To the point week of 11-13-08


AS WE APPROACH THANKSGIVING, it is obviously a time when we all stop and give thanks for all that we have.

Even though the holiday is still a couple of weeks away, this past week has reminded me of how thankful that I am and should be for things around me.

Tuesday was Veterans Day, and – as I’ve said many times – although I’m not a veteran, I greatly admire those men and women who risked their lives to protect not only our rights as citizens of this country, but who also protected the lives and rights of people in other countries – many of whom they never met.

Why did they go? Because their country asked them to.

Many times as Americans we take for granted basic freedoms that people in other parts of the world would see as luxuries. I am thankful that when those freedoms are threatened, through the years we’ve had men and women who have answered the call to duty.

Veterans Day is a national holiday, and on Tuesday of this week schools were closed and governmental offices were closed and the post office was closed – all in honor of our veterans.

It is in part a fitting tribute; but perhaps there is no better tribute to our veterans than what took place a week earlier – the free election of our national, state, and local leadership. While we celebrate that just over half of us who were eligible did decide to vote; in other countries around the world people stand in line for hours because of the privilege to vote.

Our soldiers, past and present, have helped to secure that right and other rights for each of us, and we should salute them for that effort.

While we are honoring veterans of the past, we must not forget about our veterans of the present.

On page 9 of today’s edition, you will read an article written by Rita Sullivan that speaks of the need to send items to our soldiers in time for the Christmas holidays. It also talks about the importance of sending cards to wounded and disabled veterans who are recuperating in military hospitals around the world.

Take some time and help with this important effort.

To all veterans, it is my honor to salute you today for the sacrifices that you made both great and small.

I have the honor of leading a free press because of those sacrifices, and they are appreciated greatly.

Thank you.


When Laci Daugherty’s accident happened on August 4th of this year, this community was getting ready for school to start; getting ready for the Swiss Wine Festival; and the world was getting ready for the Summer Olympics to begin in China.

In the three months since, we saw incredible opening ceremonies and athletic efforts at the Olympics; the Swiss Wine Festival was again a hit; and school is now more than a quarter over.

We have elected a new President to lead our country; we have mourned the loss of one of our high school students; and we have survived the windstorm to end all windstorms.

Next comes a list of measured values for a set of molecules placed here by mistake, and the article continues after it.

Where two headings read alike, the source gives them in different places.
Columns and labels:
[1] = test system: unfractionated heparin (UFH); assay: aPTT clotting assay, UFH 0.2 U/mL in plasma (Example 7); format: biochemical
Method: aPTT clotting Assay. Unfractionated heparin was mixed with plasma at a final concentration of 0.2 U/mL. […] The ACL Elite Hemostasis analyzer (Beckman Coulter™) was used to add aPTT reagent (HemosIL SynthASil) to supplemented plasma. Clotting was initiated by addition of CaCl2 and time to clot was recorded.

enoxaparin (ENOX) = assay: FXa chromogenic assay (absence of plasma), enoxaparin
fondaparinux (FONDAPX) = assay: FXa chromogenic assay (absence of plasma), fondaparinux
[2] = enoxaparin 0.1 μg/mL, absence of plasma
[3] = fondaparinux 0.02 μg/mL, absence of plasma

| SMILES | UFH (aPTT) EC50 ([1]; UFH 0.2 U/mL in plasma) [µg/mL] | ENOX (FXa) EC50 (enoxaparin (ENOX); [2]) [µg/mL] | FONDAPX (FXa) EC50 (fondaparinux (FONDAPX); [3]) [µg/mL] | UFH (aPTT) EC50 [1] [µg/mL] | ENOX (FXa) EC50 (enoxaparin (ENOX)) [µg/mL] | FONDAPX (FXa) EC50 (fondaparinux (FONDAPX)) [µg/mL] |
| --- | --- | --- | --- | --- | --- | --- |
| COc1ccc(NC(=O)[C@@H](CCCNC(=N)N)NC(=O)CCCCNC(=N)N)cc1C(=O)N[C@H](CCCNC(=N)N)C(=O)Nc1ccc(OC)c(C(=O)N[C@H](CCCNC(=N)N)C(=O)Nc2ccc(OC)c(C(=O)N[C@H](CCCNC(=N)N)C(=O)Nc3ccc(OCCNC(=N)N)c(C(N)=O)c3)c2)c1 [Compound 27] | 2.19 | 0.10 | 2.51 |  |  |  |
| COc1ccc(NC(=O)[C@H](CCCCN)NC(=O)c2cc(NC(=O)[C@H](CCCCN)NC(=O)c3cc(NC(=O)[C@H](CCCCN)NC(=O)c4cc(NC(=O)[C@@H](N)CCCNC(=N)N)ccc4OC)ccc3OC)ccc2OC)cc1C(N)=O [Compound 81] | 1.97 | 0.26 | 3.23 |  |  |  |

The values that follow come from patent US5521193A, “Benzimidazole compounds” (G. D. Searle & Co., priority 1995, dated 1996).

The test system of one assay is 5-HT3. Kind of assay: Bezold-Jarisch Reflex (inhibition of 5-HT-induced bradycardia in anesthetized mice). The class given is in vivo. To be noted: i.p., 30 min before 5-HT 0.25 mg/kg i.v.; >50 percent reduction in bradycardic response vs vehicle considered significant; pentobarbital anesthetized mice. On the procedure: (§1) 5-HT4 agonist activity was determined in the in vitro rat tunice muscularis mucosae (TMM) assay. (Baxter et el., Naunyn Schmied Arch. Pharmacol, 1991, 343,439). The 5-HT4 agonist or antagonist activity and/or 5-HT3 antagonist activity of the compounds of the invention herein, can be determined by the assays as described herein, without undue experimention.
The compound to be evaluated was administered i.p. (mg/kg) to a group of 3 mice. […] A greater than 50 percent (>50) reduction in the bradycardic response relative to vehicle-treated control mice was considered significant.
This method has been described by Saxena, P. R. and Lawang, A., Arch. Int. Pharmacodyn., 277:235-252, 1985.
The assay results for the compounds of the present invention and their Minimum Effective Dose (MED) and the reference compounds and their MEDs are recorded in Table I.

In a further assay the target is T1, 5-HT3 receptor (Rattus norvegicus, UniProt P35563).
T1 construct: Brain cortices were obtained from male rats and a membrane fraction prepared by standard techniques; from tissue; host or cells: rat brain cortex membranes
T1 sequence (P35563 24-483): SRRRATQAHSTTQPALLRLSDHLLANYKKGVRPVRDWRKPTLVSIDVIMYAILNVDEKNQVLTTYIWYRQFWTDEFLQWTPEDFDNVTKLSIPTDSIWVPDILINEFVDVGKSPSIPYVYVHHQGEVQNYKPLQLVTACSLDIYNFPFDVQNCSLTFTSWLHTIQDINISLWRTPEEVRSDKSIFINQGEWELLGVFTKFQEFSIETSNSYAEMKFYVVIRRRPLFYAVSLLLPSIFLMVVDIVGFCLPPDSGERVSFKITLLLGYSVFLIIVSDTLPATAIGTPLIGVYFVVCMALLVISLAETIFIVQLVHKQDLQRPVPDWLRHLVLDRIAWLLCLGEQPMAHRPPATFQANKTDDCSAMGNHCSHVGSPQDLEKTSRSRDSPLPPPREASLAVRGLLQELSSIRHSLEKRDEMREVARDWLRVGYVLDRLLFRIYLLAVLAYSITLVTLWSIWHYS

We have seen the Phillies win the World Series; the Bengals lose eight games; and Texas Tech shock the college football world.

The greatest economic collapse since the Great Depression is upon us; and gas that was once $4 per gallon is now less than $2.

Babies have been born. Family members and friends have passed away.

The world has kept moving.

But through it all, the vast majority of this community has remembered the brave fight of a 17-year old that we all claim as our own.

Laci Daugherty came home on Tuesday. It was dark and late at night and everyone was tired – but she came home.

She still faces challenges and struggles and more surgery. Her parents have prepared to care for her and see to her needs. Family and friends are standing by to continue to provide whatever assistance is needed.

But she came home.

And I am thankful for that.

At times I share my faith in this column, and I don’t mean to “preach” in any particular direction; but if you haven’t seen the hand of God in the recuperation of Laci Elizabeth Daugherty – then you either aren’t looking or choose not to look.

Day after day. Week after week. Month after month. Through it all we have seen miracles happen in front of our eyes. We have seen injuries heal and we have seen dangers fade away without explanation.

I have known Laci since the day that she was born, and her father is perhaps my best friend on this planet; but I cannot tell you in words what her return home means to me.

It is a triumph greater than Michael Phelps’ eight gold medals. It is a victory bigger than Barack Obama last Tuesday night. It is more satisfying than if the Bengals win seven in a row and make the playoffs.

She has a ways to go, but I am so thankful that she is here with us and that she is getting stronger and better each and everyday.

I am also thankful to a community that saw unspeakable need and raced in to fill it as best you could. You’ve raised money and you’ve cut grass and you’ve blown leaves and you’ve kept updated on the website.

But most of all, you’ve prayed.

I’ve seen incredible things in the past three months, and I don’t think that’s been an accident.